Black Barber, Akron

Ohio Barber College Owner Says Denial Of Funding Is Racial And Political

Akron At-Large Councilman-elect Eric Garrett has been denied funding for his barber school. He feels the decision is based on political reasons.

A barber school in Akron attempts for funding has been denied by the mayor, prompting speculation from the school’s owner, a soon-to-be councilman, that rejection is politically and racially motivated.

According to The Akron Beacon Journal, At-Large Councilman-elect Eric Garrett received a letter from Akron Mayor Dan Horrigan stating that funding for his Beyond Expectations Barber College has been denied to avoid the “perception of impropriety.” Horrigan also raised concerns about the sustainability of Garrett’s businesses, which include the barber college.

Council President Margo Sommerville requested an explanation after City Council heard from students asking why the funds were blocked to defray tuition costs attending the Black-owned barber college.

Garrett said the amount requested is less than 10% of the college’s operating cost.

“It’s just an attempt to smear and deflect from the real issue at hand,” Garrett said. “My businesses have nothing to do with this. It’s just totally about assisting the students.”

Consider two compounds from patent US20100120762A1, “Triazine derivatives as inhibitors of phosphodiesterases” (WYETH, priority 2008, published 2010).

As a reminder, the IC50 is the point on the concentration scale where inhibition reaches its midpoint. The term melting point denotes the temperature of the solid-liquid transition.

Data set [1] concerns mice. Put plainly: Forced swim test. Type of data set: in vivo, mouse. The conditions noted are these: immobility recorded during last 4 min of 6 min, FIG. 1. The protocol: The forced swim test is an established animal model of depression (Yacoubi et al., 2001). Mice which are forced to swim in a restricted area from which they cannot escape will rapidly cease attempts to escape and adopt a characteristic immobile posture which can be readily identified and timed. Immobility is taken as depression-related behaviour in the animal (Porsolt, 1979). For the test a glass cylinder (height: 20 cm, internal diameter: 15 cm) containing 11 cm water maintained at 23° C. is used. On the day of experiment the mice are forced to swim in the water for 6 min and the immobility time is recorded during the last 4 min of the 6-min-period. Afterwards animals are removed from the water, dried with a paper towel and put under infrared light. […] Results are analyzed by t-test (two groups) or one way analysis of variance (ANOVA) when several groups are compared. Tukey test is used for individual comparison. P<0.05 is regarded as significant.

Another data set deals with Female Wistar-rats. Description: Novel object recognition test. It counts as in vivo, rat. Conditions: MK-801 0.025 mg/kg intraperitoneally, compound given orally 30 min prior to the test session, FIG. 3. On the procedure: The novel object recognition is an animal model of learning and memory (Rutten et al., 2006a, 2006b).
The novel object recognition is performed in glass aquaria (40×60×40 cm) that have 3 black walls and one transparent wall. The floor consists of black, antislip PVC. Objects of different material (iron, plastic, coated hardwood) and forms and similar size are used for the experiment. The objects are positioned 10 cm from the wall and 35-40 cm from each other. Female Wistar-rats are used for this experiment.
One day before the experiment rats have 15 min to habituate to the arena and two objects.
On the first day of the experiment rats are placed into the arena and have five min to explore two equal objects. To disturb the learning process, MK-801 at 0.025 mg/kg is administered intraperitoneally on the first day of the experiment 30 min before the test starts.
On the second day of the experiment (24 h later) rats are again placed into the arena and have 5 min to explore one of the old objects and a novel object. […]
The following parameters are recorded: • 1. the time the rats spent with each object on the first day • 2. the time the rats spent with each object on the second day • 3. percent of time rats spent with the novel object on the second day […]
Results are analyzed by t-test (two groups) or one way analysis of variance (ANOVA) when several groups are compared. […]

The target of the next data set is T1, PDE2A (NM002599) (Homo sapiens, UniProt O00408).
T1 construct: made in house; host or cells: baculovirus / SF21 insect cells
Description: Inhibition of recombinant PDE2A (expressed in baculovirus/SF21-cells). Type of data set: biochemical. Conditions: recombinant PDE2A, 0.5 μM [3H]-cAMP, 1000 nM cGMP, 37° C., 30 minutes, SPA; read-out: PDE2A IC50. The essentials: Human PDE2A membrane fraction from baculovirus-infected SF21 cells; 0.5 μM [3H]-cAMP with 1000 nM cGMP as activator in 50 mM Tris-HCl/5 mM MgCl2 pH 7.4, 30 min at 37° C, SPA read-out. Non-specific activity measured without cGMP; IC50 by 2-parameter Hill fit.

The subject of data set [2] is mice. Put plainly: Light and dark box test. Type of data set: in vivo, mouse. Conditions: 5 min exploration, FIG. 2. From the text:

Garrett claimed Horrigan’s critique was just “another attack on an African-American business owner” and that no one questions the caucasian leadership of the University of Akron or Stark State when these institutions are given grant funding.

Garrett put in the application before deciding to run for political office.

“Despite the absurd allegations that the City Administration has some ill will toward Mr. Garrett and his businesses and has denied funding in a punitive way, a review of the City’s past actions is revealing,” Horrigan responded, according to the Beacon-Journal.

He mentioned that Beyond Expectations received money in previous years: $31,500 in 2022, $31,500 in 2021, $15,000 in 2020, and $15,000 in 2019, totaling $93,000. The mayor said Garrett’s businesses are too reliant on fund money, a problem because the goal of giving the grant is to create “self-sustaining small businesses.”

Horrigan said “within the last five years, the City has provided Mr. Garrett with $135,250 in grant monies and $50,000 in loan funds, for a total of $185,250 in total funding support.

After not receiving the funding, Garrett said, “The students walked around with their heads down. I told them to lift their heads up because they’ve already won. Whether or not they get this $30,000 grant from the city, they’ve won because they didn’t quietly submit.”